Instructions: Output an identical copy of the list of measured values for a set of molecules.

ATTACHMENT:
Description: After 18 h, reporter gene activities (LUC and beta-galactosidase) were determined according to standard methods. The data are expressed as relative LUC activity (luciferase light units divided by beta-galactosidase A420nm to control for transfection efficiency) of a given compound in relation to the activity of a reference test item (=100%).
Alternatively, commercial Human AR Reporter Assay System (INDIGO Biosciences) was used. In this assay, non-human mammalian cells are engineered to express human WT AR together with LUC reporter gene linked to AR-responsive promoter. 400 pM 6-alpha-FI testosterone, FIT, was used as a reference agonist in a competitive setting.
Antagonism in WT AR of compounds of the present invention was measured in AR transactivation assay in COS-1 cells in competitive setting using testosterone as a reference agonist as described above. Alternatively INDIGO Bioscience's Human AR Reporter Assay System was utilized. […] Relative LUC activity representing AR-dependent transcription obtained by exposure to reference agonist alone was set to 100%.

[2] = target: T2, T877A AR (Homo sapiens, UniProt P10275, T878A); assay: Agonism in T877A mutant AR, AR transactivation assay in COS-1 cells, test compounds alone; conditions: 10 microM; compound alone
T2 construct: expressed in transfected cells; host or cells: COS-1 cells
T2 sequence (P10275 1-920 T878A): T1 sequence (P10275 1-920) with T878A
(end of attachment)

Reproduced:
Description: After 18 h, reporter gene activities (LUC and beta-galactosidase) were determined according to standard methods. The data are expressed as relative LUC activity (luciferase light units divided by beta-galactosidase A420nm to control for transfection efficiency) of a given compound in relation to the activity of a reference test item (=100%).
Alternatively, commercial Human AR Reporter Assay System (INDIGO Biosciences) was used. In this assay, non-human mammalian cells are engineered to express human WT AR together with LUC reporter gene linked to AR-responsive promoter. 400 pM 6-alpha-FI testosterone, FIT, was used as a reference agonist in a competitive setting.
Antagonism in WT AR of compounds of the present invention was measured in AR transactivation assay in COS-1 cells in competitive setting using testosterone as a reference agonist as described above. Alternatively INDIGO Bioscience's Human AR Reporter Assay System was utilized. […] Relative LUC activity representing AR-dependent transcription obtained by exposure to reference agonist alone was set to 100%.

[2] = target: T2, T877A AR (Homo sapiens, UniProt P10275, T878A); assay: Agonism in T877A mutant AR, AR transactivation assay in COS-1 cells, test compounds alone; conditions: 10 microM; compound alone
T2 construct: expressed in transfected cells; host or cells: COS-1 cells
T2 sequence (P10275 1-920 T878A): T1 sequence (P10275 1-920) with T878A